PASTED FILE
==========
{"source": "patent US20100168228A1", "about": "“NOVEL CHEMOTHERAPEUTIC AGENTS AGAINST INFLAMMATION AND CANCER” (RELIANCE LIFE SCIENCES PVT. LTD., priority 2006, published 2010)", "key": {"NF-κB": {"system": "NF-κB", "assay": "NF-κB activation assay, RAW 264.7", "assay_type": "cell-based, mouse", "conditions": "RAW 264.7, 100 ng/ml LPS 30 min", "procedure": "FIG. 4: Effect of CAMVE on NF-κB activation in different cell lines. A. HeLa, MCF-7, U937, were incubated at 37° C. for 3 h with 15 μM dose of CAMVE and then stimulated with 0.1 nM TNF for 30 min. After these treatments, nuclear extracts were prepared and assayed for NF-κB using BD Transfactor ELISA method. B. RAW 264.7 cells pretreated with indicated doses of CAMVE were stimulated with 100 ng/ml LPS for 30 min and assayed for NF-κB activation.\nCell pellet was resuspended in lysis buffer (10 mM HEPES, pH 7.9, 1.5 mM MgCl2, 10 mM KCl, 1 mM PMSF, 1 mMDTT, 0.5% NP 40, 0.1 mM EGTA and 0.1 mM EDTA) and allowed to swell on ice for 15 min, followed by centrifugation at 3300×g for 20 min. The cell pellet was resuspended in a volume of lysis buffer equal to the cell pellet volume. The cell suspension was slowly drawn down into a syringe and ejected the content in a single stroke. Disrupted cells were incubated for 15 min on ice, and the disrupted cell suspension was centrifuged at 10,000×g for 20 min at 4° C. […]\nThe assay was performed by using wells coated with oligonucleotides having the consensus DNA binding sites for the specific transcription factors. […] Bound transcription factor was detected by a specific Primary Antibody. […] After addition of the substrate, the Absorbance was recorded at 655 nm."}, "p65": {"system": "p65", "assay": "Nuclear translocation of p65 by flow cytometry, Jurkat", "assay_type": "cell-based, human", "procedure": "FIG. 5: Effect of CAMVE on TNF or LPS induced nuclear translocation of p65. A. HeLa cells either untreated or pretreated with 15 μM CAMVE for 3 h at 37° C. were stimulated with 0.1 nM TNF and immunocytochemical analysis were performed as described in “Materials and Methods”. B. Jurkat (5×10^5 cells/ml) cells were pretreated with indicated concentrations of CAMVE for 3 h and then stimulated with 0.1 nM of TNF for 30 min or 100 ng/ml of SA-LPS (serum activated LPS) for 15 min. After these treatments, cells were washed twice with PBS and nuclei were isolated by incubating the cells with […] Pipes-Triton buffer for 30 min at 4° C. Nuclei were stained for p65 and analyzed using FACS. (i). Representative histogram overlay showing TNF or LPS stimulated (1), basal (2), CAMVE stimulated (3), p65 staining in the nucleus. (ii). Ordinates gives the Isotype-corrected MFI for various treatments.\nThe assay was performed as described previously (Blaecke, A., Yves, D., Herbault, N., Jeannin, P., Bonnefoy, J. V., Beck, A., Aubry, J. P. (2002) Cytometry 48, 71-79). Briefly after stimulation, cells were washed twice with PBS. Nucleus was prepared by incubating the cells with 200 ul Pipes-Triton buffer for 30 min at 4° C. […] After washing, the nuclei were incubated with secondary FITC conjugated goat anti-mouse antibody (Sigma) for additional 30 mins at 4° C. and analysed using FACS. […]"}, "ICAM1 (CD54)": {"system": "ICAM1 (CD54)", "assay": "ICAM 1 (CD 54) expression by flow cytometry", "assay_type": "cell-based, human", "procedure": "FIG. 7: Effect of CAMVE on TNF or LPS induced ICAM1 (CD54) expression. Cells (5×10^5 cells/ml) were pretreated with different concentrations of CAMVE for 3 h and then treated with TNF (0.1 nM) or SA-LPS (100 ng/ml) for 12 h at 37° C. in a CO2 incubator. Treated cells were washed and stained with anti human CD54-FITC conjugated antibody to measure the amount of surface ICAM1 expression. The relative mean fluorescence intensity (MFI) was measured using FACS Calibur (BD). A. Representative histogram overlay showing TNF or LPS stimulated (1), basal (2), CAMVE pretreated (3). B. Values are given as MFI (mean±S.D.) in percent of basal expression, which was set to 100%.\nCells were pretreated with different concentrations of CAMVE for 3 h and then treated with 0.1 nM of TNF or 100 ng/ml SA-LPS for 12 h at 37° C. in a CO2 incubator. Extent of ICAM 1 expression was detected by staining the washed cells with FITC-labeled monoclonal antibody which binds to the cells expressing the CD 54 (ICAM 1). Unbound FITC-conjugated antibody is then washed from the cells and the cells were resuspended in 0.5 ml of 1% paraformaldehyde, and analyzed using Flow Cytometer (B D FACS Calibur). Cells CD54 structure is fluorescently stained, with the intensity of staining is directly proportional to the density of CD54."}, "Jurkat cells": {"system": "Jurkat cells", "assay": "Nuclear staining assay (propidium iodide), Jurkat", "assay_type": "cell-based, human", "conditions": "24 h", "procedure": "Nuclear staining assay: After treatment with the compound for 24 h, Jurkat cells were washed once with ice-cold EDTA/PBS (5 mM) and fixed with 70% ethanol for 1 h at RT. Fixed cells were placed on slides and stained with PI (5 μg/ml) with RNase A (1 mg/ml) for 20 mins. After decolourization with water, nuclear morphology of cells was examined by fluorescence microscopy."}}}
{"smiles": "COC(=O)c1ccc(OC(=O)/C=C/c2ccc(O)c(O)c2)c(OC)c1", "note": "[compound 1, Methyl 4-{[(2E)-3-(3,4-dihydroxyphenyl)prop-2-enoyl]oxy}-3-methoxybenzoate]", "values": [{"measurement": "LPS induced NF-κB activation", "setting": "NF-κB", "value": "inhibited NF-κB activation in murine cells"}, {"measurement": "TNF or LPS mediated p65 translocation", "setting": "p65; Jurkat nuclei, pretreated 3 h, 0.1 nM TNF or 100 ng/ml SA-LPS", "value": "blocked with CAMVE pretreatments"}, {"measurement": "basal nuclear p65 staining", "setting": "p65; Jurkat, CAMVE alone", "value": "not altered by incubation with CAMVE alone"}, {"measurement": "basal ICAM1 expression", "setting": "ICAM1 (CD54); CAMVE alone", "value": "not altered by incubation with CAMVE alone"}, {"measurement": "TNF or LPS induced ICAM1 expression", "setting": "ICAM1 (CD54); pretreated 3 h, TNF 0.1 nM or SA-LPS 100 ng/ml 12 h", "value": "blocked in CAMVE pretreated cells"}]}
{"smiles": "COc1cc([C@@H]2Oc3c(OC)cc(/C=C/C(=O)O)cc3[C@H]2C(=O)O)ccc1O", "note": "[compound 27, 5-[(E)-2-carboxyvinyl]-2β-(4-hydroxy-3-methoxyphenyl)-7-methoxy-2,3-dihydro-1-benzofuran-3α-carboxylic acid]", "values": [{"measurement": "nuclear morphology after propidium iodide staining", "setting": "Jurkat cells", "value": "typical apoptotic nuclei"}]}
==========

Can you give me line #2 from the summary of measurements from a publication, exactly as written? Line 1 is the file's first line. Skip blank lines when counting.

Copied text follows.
{"smiles": "COC(=O)c1ccc(OC(=O)/C=C/c2ccc(O)c(O)c2)c(OC)c1", "note": "[compound 1, Methyl 4-{[(2E)-3-(3,4-dihydroxyphenyl)prop-2-enoyl]oxy}-3-methoxybenzoate]", "values": [{"measurement": "LPS induced NF-κB activation", "setting": "NF-κB", "value": "inhibited NF-κB activation in murine cells"}, {"measurement": "TNF or LPS mediated p65 translocation", "setting": "p65; Jurkat nuclei, pretreated 3 h, 0.1 nM TNF or 100 ng/ml SA-LPS", "value": "blocked with CAMVE pretreatments"}, {"measurement": "basal nuclear p65 staining", "setting": "p65; Jurkat, CAMVE alone", "value": "not altered by incubation with CAMVE alone"}, {"measurement": "basal ICAM1 expression", "setting": "ICAM1 (CD54); CAMVE alone", "value": "not altered by incubation with CAMVE alone"}, {"measurement": "TNF or LPS induced ICAM1 expression", "setting": "ICAM1 (CD54); pretreated 3 h, TNF 0.1 nM or SA-LPS 100 ng/ml 12 h", "value": "blocked in CAMVE pretreated cells"}]}